There are eight scene push buttons across the top of my board. Then there are two “pages” per “bank” and then there are 30 banks. Even thought this is one of the smallest boards made, I could save 480 different scenes. This is useful for a stage show or a concert, but way more than I need for some talking heads.

 

IN USE

I was hired to record three days of client testimonials at my client’s annual “innovation” summit. There they invite their best customers to hear the latest innovations in management and new concepts by leading developers. These clients were going to speak on camera and tell us, as well as future customers, how great my client is. These videos are destined for my client’s web site.

So the videos needed to be polished, and they also needed to have some difference to them, despite the fact that we would be shooting them all in one room, with one backdrop. I could do it by bringing a lot of light control- gobos, gels, etc., but I decided instead to use LED lights to “mix up” the look of these interviews.

I set up two LED lights on the floor, aimed at the backdrop. One was set up overhead as a hair light, and then I added one light on the floor on the other side aiming up as a sidelight. I could control these individually, but I ended up just pairing them up- two floor lights, two back lights. Pairing them up made it easy to ensure that whatever settings I gave one light would be identical on the other. I wouldn’t have to try to match them by eye.

My three LED “cans” on the floor. Two next to the chair are aimed at the backdrop. The one in the foreground provides an edge light on the talent in the chair.

I set some different scenes with different colors on the backdrop, and different backlights. As we set up, my client remarked that she didn’t like the green in the backdrop. No problem. The LED leads have red, green, and blue LEDs in them. Each is a very narrow band of light. If I use no green on the backdrop, the green color has nothing to reflect. It simply looks black.

Conversely, there was no red and very little white in the backdrop. This made it hard to have the red LED’s have much effect. So I was not as able to affect the color of the backdrop as much as I wanted, but I was still able to take out the green & make the client happy.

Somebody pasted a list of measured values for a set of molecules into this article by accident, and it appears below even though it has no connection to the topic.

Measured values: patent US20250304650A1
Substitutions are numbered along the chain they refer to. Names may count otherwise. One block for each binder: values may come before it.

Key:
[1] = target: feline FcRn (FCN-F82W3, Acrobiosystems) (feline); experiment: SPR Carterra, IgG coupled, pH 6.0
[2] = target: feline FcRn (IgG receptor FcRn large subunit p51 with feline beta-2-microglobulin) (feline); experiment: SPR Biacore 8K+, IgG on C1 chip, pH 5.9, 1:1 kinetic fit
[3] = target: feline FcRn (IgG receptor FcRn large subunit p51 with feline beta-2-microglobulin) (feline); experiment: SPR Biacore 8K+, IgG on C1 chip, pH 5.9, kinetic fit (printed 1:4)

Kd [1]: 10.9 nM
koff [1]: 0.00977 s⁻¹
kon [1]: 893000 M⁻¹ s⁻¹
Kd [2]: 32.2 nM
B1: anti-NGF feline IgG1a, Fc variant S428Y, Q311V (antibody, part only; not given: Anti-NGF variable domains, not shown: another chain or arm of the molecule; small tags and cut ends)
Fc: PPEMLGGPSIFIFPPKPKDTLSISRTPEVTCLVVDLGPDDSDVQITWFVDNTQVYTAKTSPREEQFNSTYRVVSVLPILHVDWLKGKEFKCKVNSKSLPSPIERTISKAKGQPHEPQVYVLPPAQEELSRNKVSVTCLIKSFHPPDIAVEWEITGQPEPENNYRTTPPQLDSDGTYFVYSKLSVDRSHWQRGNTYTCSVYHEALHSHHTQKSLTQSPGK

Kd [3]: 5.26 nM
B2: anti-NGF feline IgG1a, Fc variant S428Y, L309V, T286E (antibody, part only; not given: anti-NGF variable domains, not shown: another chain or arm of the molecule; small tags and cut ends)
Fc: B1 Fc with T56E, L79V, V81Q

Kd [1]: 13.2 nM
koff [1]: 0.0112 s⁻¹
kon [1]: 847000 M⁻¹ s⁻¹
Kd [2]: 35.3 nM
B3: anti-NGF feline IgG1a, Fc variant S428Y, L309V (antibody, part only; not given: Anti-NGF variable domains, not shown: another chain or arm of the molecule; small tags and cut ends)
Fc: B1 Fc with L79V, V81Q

For the hair light, we used a light “blush” pink, soft yellow, white… and stayed away from green, which looked aweful on hair, and away from blue, which made the client blend into the backdrop. If anything, the challenge for me was to try and get a nice “wrap” of the hair light. With only one small fixture overhead, it was fairly limited in where it hit. That’s why I added the second light on the floor- to add more on the hair / back of the head, and also add a bit of edge light on the right side of the person’s face.

Fully lit interviewee. White backlight, and edge light on the right side of his face, blue light on the mottled backdrop. Soft tungsten key from his left, and warmer tungsten fill from his right.

FINAL THOUGHTS

The LED heads are small, light, and cool to the touch, so it was no problem to move them around and redirect them as needed. The beam angle is about 40-degrees, and it is not adjustable. You can diffuse it with some gel in front, but these lights do not have slots to hold scrims, gels, or doors to clip a gel to. However, since they run very cool, it’s easy to just tape what I need directly to the fixture.

If you plan on using these lights on light stands, they come with a yoke, but typically only have options for a floor stand or a clamp to hang on small-diameter pipe. You can find any number of light stand to yoke adapters at various online shops.

This simple adapter from Avenger puts the yoke light on any light stand.

In the end, I was very happy with the LED lights. They did what I wanted them to do. They worked as I wanted them to work. They provided a “value added” service for me to offer the client and they solved a specific client problem. That made the client happy and that’s a good thing. My controller will handle more lights than just these four, so I plan on adding more and different fixtures to my arsenal over time. I found them to be an affordable and worthwhile investment for the future.

 

 


 

This article was originally published October 3, 2012 at Streaming Media Producer, for whom I am a paid Contributing Editor. They have 90 day exclusivity to my articles, then I am free to republish them. 
http://www.streamingmedia.com/Producer/Articles/ReadArticle.aspx?ArticleID=85369&PageNum=1

There was no compensation or consideration by anyone else for this review. I purchased these lights for my own use and report on them from my own field experience.  The opinions here are mine alone.
For more on Anthony Burokas, visit http://IEBA.com or follow @IEBAcom on Twitter